The problem stems from our dread of “society”. What really is society? It’s just a group of people, often most of them who don’t really care about us. And why should we sacrifice our happiness to please them? To me, society comprises of just the people you give a fuck about and who actually care about your happiness. That’s usually a number you can count on your fingers. And for these people, all they want is to see you happy. So it’s really impossible to upset them by following your own path to happiness.
Are you new to blogging, and do you want step-by-step guidance on how to publish and grow your blog? Learn more about our new Blogging for Beginners course and get 50% off through December 10th.
The river was fierce, Deep and dashing. She plunged in, Assured, “So am I.”
Invisible battles did I fight
These dew drops hurt
It was on the weekend Anusha had spent her 14th birthday with Aunt Reshmi that she discovered something new on her body.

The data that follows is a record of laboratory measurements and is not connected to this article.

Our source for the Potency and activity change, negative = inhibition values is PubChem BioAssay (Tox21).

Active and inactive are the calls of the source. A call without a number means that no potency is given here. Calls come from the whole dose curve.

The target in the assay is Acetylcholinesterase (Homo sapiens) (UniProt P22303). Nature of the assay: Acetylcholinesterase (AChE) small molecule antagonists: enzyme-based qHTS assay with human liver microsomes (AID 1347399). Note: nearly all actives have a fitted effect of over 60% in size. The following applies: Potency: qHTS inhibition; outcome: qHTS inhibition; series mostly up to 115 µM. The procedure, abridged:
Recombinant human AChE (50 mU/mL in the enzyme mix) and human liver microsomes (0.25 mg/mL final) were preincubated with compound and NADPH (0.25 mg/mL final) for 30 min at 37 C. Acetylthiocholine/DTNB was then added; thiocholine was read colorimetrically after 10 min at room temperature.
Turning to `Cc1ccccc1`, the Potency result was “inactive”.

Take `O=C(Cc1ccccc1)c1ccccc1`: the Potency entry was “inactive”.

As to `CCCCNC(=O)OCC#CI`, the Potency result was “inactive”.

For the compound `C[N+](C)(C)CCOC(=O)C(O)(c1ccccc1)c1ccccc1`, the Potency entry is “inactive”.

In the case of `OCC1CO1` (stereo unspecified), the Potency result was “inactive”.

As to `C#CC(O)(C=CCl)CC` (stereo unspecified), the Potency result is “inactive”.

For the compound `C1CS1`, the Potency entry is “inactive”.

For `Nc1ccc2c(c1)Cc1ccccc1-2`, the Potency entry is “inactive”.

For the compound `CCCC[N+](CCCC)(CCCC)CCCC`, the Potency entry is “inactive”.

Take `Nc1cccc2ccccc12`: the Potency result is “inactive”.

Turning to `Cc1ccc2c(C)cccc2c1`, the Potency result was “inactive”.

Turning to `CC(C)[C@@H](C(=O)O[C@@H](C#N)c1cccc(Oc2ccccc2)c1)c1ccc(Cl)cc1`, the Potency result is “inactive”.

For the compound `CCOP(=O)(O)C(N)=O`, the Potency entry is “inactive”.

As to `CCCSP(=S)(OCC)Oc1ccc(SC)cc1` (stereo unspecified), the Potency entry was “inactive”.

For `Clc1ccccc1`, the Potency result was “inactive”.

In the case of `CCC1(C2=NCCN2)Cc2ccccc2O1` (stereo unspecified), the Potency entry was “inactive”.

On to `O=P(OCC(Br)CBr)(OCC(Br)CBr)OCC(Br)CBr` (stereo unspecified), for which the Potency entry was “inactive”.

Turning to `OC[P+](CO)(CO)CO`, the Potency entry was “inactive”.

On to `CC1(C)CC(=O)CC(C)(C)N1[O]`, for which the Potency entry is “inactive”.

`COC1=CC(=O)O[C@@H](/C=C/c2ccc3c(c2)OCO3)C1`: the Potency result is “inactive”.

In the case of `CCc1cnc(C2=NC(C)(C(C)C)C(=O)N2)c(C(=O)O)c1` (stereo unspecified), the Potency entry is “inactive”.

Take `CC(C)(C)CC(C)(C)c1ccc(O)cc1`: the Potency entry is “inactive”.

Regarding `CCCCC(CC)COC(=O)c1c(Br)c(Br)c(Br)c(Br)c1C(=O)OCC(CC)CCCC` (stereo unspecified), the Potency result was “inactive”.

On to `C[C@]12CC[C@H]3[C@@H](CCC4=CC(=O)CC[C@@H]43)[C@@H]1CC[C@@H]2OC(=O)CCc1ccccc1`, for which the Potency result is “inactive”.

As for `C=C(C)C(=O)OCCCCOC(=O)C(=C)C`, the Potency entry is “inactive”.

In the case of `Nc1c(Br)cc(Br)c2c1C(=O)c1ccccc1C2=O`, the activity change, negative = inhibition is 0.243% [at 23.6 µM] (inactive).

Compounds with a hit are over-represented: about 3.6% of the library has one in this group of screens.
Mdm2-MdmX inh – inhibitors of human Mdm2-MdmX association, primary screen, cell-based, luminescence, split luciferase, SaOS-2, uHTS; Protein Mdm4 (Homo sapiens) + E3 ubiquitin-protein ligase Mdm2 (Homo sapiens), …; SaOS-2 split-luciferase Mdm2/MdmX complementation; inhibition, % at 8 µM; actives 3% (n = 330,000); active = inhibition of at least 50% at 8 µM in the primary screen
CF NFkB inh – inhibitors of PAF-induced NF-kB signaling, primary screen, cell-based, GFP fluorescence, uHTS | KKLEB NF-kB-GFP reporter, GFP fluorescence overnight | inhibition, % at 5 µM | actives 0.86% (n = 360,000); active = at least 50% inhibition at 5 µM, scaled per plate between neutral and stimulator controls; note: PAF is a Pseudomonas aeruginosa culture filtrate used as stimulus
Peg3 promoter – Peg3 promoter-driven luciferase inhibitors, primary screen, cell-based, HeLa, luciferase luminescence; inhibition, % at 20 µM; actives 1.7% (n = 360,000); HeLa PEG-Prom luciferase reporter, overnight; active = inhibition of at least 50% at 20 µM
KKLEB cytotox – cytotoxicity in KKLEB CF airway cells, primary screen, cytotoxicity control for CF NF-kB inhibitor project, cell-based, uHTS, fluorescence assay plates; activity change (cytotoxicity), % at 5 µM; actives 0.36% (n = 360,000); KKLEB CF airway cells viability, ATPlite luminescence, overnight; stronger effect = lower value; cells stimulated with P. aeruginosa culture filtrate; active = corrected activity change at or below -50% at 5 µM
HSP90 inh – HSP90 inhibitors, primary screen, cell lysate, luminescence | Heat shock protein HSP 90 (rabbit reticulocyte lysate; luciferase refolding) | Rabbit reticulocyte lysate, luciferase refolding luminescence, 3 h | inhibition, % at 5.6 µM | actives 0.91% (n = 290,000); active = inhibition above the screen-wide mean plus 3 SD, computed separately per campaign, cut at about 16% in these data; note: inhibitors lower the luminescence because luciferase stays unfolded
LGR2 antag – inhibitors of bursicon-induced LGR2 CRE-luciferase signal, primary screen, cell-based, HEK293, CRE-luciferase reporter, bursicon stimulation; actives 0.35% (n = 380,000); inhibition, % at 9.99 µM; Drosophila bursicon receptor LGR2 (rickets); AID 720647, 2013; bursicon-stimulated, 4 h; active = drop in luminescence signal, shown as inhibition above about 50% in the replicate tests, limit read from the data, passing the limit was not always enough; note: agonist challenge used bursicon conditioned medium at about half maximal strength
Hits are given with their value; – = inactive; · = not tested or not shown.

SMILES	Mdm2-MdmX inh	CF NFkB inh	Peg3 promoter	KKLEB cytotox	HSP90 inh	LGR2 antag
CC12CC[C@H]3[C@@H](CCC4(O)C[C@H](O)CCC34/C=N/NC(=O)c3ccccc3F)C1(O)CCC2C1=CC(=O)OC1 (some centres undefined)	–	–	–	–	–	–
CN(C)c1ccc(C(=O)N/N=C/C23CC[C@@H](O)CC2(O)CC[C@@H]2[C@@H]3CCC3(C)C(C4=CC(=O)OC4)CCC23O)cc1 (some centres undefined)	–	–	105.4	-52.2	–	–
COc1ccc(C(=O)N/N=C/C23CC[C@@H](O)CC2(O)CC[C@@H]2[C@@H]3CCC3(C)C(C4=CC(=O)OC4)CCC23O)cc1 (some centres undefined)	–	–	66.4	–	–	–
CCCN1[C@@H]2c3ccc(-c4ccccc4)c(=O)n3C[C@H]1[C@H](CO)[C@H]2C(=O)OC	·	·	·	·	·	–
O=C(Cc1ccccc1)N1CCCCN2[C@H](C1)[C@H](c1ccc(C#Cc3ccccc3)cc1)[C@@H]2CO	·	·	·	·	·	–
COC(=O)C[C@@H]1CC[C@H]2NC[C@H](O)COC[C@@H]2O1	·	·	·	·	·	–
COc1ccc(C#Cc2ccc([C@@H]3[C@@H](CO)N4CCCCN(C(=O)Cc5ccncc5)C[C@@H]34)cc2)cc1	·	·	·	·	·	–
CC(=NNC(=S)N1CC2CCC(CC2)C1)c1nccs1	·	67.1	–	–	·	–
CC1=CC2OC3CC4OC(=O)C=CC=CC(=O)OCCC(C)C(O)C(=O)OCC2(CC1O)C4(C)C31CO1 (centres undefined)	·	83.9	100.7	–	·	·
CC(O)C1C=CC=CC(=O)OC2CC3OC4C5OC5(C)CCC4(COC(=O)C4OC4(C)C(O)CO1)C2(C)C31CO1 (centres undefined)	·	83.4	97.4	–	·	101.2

She woke up. In a spell of 5 minutes, she recalled what had happened the previous night and with a shudder, jumped out of bed. Two birds sat on one branch of the tree just outside her window chirping. They were conversing, perhaps fighting over who should be in charge of the day’s chores. The ones inside her were unusually quiet today and in no apparent haste to catch up with time. Time herself was sick today. The natural order of things had come to a screeching halt and she too was playing along. And so a final Spring morning was, with great effort, set in motion, treading along at the speed of a snail.
Interspersed with sarcasm (armed with the potential to provoke the eternally-offended) that hit the right notes, it takes subtle (mostly) digs at many political leaders including Kejriwal, “Gujrat ka Lalla” (look away, Modi supporters), Manmohan Singh. Chuckling, I must admit that these added to the fun-factor of reading it. (See, I told you I’m keeping my prejudices away.) Another thing about the book that I found fascinating was that it borrows poems from in Urdu, Hindi, English, Malayalam regularly, and to great effect. The book speaks many languages - seek whatever suits you - but it tells a single story - that of ordinary people who have had their ordinary lives turned upside down for whatever reasons (The Unconsoled).
Trotting sideways, his eyes lit, steady and slow
And as the ball, full of rage, landed meekly,
Yet again distant radios erupted, but although
Welcomed back was Sir Viv, survival was unlikely.
It sprung from within her
Rising up quicker than a rocket ship.
Nandini would live an ordinary life in Pashpur until the events of the sweltering summer of 1975.